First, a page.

CHICAGO, April 12 (Reuters) - U.S. soybean futures fell 1.5%
on Monday, led lower by the soyoil market's decline to its
lowest in nearly six weeks on bearish data about palm oil
supplies, traders said.
"The bean oil led the beans up and it looks like they are
going to lead them down," said Mark Gold, managing partner at
Top Third Ag Marketing.
Corn futures were down 1.2% as funds liquidated long
positions after the most-active contract hit its highest
in nearly eight years on Friday. Forecasts for dry weather that
will provide a good window for planting in the U.S. Midwest this
week added further pressure.
Wheat futures also were lower, with traders raising concerns
that bumper production estimates for countries in the Black Sea
region will hurt export demand for U.S. supplies.
Chicago Board of Trade May soybean futures ended down
21 cents at $13.82 a bushel. CBOT July soyoil was off
1.35 cents at 49.58 cents per lb, with the most active contract
hitting its lowest since March 2.
Traders shrugged off U.S. Agriculture Department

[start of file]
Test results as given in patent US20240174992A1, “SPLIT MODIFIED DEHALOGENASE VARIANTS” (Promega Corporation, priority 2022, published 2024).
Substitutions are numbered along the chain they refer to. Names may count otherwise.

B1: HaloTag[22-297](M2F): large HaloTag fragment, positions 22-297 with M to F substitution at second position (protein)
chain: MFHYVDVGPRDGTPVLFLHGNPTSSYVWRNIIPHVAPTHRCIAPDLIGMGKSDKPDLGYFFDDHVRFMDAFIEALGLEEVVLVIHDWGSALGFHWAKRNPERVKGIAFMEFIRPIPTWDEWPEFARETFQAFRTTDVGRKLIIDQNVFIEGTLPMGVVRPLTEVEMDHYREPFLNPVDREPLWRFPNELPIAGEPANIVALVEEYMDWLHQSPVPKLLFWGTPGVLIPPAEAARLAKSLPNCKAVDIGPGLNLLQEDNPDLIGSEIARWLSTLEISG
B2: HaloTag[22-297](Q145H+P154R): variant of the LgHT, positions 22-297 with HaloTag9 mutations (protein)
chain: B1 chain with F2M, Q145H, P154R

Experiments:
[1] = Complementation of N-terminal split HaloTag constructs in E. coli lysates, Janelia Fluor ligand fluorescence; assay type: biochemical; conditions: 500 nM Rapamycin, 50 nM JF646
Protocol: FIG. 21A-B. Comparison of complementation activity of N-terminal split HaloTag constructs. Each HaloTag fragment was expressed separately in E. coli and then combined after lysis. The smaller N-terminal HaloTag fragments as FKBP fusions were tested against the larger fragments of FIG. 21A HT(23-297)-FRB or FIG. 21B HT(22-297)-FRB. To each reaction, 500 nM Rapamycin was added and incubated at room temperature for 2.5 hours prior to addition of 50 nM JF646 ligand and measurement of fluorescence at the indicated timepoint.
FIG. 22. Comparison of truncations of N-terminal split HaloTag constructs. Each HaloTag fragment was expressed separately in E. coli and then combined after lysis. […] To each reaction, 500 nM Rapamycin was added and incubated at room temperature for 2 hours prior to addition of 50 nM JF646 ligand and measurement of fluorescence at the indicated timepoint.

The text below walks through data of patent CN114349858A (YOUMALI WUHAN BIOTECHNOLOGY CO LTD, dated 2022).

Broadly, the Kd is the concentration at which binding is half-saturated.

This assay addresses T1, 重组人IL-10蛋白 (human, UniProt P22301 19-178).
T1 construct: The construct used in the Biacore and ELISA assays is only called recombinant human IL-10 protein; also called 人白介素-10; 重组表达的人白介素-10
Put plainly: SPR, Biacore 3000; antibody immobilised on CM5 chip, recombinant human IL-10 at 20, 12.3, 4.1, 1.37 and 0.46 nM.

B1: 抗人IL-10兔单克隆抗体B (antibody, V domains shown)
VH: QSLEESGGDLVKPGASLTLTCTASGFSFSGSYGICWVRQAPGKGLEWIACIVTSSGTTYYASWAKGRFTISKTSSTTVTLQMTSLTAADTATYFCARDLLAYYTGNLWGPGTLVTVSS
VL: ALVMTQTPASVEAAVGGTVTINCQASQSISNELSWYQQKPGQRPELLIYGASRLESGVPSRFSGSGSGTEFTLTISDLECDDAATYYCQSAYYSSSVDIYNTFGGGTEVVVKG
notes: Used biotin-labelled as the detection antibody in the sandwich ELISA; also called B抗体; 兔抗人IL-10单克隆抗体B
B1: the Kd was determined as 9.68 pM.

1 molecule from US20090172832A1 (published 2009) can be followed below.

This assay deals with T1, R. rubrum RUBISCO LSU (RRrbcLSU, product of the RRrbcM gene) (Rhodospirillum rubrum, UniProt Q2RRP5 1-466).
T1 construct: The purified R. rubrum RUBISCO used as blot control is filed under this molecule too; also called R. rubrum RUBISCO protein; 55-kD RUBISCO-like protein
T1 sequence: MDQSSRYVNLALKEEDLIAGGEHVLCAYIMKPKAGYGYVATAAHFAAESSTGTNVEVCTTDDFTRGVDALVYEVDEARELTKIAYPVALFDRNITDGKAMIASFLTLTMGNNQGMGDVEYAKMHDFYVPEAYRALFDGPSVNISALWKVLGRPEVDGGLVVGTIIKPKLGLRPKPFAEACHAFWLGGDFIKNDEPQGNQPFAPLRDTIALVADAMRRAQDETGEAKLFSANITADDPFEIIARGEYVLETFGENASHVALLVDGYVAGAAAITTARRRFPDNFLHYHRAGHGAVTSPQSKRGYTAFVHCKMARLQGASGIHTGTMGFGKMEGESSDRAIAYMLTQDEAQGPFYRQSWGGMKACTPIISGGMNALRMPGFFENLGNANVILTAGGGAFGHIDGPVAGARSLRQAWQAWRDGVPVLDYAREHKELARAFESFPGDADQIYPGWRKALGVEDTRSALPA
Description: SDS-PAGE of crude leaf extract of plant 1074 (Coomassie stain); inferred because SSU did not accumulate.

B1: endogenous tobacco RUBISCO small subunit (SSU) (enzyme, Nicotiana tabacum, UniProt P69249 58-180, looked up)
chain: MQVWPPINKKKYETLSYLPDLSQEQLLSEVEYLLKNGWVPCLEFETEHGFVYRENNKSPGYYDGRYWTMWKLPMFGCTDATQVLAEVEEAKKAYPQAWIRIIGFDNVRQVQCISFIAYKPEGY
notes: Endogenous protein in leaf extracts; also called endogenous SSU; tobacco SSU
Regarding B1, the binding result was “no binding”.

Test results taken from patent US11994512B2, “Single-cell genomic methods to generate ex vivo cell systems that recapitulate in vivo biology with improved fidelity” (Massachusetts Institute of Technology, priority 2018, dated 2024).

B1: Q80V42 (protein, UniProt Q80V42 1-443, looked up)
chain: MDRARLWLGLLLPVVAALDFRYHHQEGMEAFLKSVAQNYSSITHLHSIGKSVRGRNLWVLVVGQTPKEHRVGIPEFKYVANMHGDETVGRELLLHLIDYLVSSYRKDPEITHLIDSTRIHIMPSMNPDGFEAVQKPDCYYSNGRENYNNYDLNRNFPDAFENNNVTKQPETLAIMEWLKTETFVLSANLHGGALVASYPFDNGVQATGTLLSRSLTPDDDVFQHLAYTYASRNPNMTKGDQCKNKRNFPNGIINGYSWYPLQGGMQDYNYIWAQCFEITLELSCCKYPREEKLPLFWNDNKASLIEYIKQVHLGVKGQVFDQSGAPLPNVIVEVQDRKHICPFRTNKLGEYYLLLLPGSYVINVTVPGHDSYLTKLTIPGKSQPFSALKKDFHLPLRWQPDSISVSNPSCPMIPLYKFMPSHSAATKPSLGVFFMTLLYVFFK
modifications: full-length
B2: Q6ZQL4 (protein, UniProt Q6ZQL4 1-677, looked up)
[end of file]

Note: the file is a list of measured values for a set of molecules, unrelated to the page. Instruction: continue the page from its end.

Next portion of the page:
announcements that private exporters reported sales of 132,000
tonnes of soybeans to China and 110,000 tonnes of soybeans to
CBOT May corn was down 8-1/4 cents at $5.69 a bushel
and CBOT May soft red winter wheat dropped 10-3/4 cents to
$6.28 a bushel.
The 1.4% drop in corn was the biggest in percentage terms
for the most-active contract in three weeks.
Consultancy Sovecon on Friday raised its forecast of
Russia's 2021 wheat crop by 1.4 million tonnes to 80.7 million
tonnes following favorable weather. Consultancy
IKAR on Monday raised its forecast to 81 million tonnes.
The weather has been good for the upcoming crop in Russia
and Ukraine in recent weeks, with additional healthy rains
expected to come to Russia's south this week, Sovecon said.
(Additional reporting by Michael Hogan in Hamburg and Naveen
Thukral in Singapore, editing by Simon Cameron-Moore, Nick
Zieminski and Dan Grebler)